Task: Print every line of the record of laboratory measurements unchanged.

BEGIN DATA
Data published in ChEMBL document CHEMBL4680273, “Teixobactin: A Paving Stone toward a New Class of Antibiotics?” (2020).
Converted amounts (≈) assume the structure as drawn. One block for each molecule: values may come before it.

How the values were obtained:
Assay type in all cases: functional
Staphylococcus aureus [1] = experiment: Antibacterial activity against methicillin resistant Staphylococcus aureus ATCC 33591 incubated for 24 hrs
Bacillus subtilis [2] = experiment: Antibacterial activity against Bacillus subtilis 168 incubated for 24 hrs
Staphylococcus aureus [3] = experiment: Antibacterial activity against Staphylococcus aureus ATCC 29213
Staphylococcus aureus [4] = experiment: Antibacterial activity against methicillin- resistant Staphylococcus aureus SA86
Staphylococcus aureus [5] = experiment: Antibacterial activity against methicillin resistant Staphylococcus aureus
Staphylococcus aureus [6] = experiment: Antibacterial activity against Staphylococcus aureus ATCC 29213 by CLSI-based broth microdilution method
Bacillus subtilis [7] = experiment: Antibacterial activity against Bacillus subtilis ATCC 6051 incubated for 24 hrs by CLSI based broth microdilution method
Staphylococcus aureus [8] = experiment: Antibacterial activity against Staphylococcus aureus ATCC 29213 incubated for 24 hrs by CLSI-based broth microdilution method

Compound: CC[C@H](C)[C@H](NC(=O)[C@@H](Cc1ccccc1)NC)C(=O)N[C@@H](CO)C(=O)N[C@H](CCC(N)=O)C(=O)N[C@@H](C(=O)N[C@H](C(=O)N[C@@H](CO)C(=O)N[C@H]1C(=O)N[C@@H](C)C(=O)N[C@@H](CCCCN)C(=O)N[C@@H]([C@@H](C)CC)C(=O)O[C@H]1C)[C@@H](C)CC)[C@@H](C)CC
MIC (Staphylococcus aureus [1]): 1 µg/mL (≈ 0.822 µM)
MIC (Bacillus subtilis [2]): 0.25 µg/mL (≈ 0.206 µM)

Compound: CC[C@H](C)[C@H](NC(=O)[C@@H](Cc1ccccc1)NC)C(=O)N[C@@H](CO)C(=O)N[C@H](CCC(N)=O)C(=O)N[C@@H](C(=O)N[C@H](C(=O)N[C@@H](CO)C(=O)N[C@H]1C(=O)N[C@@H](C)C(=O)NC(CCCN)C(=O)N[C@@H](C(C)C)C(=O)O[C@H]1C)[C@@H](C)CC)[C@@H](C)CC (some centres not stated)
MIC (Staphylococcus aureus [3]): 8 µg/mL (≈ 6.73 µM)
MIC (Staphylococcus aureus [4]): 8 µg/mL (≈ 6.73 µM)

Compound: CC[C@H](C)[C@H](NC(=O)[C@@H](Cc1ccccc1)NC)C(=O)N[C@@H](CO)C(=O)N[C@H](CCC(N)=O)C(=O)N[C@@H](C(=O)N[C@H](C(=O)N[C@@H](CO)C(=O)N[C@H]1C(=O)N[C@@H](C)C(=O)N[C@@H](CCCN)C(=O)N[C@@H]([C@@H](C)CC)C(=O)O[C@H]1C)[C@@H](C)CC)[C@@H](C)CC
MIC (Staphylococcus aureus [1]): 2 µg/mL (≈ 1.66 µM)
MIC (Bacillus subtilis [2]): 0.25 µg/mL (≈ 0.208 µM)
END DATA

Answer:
Data published in ChEMBL document CHEMBL4680273, “Teixobactin: A Paving Stone toward a New Class of Antibiotics?” (2020).
Converted amounts (≈) assume the structure as drawn. One block for each molecule: values may come before it.

How the values were obtained:
Assay type in all cases: functional
Staphylococcus aureus [1] = experiment: Antibacterial activity against methicillin resistant Staphylococcus aureus ATCC 33591 incubated for 24 hrs
Bacillus subtilis [2] = experiment: Antibacterial activity against Bacillus subtilis 168 incubated for 24 hrs
Staphylococcus aureus [3] = experiment: Antibacterial activity against Staphylococcus aureus ATCC 29213
Staphylococcus aureus [4] = experiment: Antibacterial activity against methicillin- resistant Staphylococcus aureus SA86
Staphylococcus aureus [5] = experiment: Antibacterial activity against methicillin resistant Staphylococcus aureus
Staphylococcus aureus [6] = experiment: Antibacterial activity against Staphylococcus aureus ATCC 29213 by CLSI-based broth microdilution method
Bacillus subtilis [7] = experiment: Antibacterial activity against Bacillus subtilis ATCC 6051 incubated for 24 hrs by CLSI based broth microdilution method
Staphylococcus aureus [8] = experiment: Antibacterial activity against Staphylococcus aureus ATCC 29213 incubated for 24 hrs by CLSI-based broth microdilution method

Compound: CC[C@H](C)[C@H](NC(=O)[C@@H](Cc1ccccc1)NC)C(=O)N[C@@H](CO)C(=O)N[C@H](CCC(N)=O)C(=O)N[C@@H](C(=O)N[C@H](C(=O)N[C@@H](CO)C(=O)N[C@H]1C(=O)N[C@@H](C)C(=O)N[C@@H](CCCCN)C(=O)N[C@@H]([C@@H](C)CC)C(=O)O[C@H]1C)[C@@H](C)CC)[C@@H](C)CC
MIC (Staphylococcus aureus [1]): 1 µg/mL (≈ 0.822 µM)
MIC (Bacillus subtilis [2]): 0.25 µg/mL (≈ 0.206 µM)

Compound: CC[C@H](C)[C@H](NC(=O)[C@@H](Cc1ccccc1)NC)C(=O)N[C@@H](CO)C(=O)N[C@H](CCC(N)=O)C(=O)N[C@@H](C(=O)N[C@H](C(=O)N[C@@H](CO)C(=O)N[C@H]1C(=O)N[C@@H](C)C(=O)NC(CCCN)C(=O)N[C@@H](C(C)C)C(=O)O[C@H]1C)[C@@H](C)CC)[C@@H](C)CC (some centres not stated)
MIC (Staphylococcus aureus [3]): 8 µg/mL (≈ 6.73 µM)
MIC (Staphylococcus aureus [4]): 8 µg/mL (≈ 6.73 µM)

Compound: CC[C@H](C)[C@H](NC(=O)[C@@H](Cc1ccccc1)NC)C(=O)N[C@@H](CO)C(=O)N[C@H](CCC(N)=O)C(=O)N[C@@H](C(=O)N[C@H](C(=O)N[C@@H](CO)C(=O)N[C@H]1C(=O)N[C@@H](C)C(=O)N[C@@H](CCCN)C(=O)N[C@@H]([C@@H](C)CC)C(=O)O[C@H]1C)[C@@H](C)CC)[C@@H](C)CC
MIC (Staphylococcus aureus [1]): 2 µg/mL (≈ 1.66 µM)
MIC (Bacillus subtilis [2]): 0.25 µg/mL (≈ 0.208 µM)